t-SNE is a method for visualizing high-dimensional data in low-dimension. Songs which are more alike will be nearer each other in the feature space, but we can't visualize a space with that many dimensions. What we can do is reconstitute the points in 2D, attempting to preserve the pairwise distances, the notions of similarity, between songs.

In [21]:
show_percent = 2

from sklearn.manifold import TSNE
from random import random
from sklearn.svm import OneClassSVM
import numpy

# Create a dataframe of only the numerical features, all normalized so embedding
# doesn't get confused by scale differences
numerical_data = data.drop(['Spotify ID', 'Artist IDs', 'Track Name', 
        'Album Name', 'Artist Name(s)', 'Added By', 'Added At',
        'Genres'], axis=1)
numerical_data['Release Date'] = pandas.to_numeric(
    numerical_data['Release Date'].str.slice(0,4))
numerical_data = (numerical_data - numerical_data.mean())/numerical_data.std()
print('using:', list(numerical_data.columns))

# If you like, only include a subset of these, because the results with all
# is really hard to interpret
#tsne_data = numerical_data[['Popularity', 'Energy', 'Acousticness',
#                                'Valence', 'Loudness']]
#print("\nConsidering similarity with respect to the following features:")

# Takes a 2D data embedding and an svm trained on it and plots the decision boundary
def plotFrontier(embedded, svm, technique_name, scale):
    # get all the points in the space, and query the svm on them
    xx, yy = numpy.meshgrid(numpy.linspace(min(embedded[:,0])*scale,
                                           max(embedded[:,0])*scale, 500),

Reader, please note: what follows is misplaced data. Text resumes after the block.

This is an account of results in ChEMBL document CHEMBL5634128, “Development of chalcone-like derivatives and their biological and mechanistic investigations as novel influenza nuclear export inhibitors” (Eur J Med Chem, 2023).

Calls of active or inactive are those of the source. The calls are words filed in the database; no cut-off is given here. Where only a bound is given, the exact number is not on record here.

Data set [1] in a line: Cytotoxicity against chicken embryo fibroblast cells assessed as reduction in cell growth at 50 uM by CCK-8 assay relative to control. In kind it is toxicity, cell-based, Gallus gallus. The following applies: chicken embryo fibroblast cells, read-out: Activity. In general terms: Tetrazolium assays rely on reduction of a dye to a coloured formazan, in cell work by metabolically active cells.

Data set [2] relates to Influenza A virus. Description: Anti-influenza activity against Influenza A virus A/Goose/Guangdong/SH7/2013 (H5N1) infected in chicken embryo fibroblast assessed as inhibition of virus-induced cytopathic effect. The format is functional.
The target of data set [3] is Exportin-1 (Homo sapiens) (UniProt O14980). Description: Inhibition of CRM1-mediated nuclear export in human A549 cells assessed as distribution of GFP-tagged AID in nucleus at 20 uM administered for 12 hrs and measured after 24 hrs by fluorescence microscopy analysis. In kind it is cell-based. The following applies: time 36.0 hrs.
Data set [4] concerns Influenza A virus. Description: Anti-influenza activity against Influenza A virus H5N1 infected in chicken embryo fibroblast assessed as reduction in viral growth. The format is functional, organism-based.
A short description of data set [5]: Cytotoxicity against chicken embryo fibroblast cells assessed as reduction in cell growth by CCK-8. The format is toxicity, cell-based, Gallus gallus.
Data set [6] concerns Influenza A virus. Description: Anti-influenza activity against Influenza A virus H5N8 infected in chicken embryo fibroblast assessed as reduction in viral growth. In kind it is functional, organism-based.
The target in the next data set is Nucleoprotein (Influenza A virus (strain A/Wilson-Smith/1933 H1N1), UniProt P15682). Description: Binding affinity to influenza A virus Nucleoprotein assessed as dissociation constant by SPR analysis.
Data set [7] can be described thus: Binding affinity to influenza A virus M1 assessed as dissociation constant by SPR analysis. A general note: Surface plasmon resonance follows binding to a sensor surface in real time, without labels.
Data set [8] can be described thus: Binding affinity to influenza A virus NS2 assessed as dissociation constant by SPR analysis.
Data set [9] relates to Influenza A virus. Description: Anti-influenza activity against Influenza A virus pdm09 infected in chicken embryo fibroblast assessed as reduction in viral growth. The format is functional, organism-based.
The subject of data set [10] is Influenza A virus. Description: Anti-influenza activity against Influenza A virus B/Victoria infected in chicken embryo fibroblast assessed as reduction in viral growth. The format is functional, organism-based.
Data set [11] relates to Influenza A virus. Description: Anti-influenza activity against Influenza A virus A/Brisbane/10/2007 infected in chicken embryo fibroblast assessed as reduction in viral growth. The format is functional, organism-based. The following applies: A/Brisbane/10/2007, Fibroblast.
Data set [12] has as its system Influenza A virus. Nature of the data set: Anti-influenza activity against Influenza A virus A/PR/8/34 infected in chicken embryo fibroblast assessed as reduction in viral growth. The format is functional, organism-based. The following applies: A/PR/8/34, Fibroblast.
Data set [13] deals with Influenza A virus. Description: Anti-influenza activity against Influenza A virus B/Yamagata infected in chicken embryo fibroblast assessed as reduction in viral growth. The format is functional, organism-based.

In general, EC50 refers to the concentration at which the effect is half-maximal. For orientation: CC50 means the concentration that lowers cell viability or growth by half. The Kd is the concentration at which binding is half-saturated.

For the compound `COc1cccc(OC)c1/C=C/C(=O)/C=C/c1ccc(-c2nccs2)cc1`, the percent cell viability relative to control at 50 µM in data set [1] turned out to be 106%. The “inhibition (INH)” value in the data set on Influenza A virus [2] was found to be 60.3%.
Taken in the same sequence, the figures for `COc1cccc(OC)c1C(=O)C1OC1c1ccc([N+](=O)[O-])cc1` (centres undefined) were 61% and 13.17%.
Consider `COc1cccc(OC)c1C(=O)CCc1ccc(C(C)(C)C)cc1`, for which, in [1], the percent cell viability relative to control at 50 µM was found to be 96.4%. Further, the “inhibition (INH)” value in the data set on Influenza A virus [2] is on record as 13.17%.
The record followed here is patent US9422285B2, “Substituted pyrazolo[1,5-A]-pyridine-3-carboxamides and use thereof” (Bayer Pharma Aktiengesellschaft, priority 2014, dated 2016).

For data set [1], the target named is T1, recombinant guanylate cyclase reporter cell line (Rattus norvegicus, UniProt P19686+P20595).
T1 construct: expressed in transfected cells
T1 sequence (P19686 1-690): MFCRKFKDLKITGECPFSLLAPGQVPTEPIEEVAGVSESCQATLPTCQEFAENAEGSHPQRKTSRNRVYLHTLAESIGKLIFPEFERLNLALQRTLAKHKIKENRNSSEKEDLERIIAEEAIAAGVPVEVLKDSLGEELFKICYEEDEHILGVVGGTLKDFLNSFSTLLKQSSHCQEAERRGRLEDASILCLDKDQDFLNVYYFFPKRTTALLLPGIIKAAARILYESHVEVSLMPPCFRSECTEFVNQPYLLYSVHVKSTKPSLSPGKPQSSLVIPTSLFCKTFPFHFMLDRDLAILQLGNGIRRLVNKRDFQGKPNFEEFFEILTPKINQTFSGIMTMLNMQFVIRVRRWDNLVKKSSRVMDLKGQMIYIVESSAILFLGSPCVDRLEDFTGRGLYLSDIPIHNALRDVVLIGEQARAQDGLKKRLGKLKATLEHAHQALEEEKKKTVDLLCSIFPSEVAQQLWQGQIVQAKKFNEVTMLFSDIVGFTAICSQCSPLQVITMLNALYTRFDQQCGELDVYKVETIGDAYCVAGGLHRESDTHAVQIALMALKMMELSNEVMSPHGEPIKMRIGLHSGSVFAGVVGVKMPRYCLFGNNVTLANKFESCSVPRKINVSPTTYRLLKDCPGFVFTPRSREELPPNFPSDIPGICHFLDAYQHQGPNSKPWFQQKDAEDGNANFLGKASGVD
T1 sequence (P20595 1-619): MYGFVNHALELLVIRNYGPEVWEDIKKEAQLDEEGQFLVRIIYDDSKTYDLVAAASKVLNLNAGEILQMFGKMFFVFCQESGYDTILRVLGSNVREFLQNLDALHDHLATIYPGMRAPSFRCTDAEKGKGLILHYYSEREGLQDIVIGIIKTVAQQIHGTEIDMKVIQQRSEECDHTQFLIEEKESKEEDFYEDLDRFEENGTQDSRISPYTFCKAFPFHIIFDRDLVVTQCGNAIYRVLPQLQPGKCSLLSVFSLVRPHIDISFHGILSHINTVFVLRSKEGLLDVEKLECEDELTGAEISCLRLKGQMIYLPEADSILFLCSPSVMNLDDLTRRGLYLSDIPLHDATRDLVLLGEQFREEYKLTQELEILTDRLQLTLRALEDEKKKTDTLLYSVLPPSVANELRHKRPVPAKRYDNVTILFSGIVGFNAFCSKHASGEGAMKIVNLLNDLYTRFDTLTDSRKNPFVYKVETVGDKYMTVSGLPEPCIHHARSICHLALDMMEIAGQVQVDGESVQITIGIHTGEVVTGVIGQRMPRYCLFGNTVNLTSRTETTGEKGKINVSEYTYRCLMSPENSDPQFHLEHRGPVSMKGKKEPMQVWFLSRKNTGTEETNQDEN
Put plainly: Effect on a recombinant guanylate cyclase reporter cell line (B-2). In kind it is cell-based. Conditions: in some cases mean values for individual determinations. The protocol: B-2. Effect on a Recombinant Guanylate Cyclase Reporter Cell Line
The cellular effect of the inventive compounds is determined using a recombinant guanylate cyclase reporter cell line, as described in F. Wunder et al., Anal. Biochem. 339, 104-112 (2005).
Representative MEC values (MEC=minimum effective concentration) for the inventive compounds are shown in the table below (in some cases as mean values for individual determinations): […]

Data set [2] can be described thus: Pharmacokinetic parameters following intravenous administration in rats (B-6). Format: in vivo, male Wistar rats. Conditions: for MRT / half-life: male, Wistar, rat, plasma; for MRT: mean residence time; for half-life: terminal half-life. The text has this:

max(embedded[:,1])*scale, 500))
    Z = svm.decision_function(numpy.c_[xx.ravel(), yy.ravel()])
    Z = Z.reshape(xx.shape) # positive Z means yes. negative means outliers.

    pyplot.title('Decision boundary of One-class SVM in '+technique_name+' space')
    pyplot.contourf(xx, yy, Z, levels=numpy.linspace(Z.min(), 0, 7),
    pyplot.contour(xx, yy, Z, levels=[0], linewidths=2, colors='green') # the +/- boundary
    pyplot.contourf(xx, yy, Z, levels=[0, Z.max()], colors='lightgreen')

    pyplot.scatter(embedded[:, 0], embedded[:, 1], s=10, c='grey')
    for i,song in data.iterrows():
        if random() < show_percent*0.01: # randomly label % of points
        #if song['Artist Name(s)'] in ['Coldplay']:
            x, y = embedded[i]
            pyplot.annotate(song['Track Name'], (x,y), size=10,
                xytext=(-30,30), textcoords='offset points',
                arrowprops={'arrowstyle':'->', 'color':'red'})

tsne_embedded = TSNE(n_components=2).fit_transform(numerical_data)

svm_tsne = OneClassSVM(gamma='scale')

plotFrontier(tsne_embedded, svm_tsne, 't-SNE', 1.2)
using: ['Release Date', 'Duration (ms)', 'Popularity', 'Danceability', 'Energy', 'Key', 'Loudness', 'Mode', 'Speechiness', 'Acousticness', 'Instrumentalness', 'Liveness', 'Valence', 'Tempo', 'Time Signature']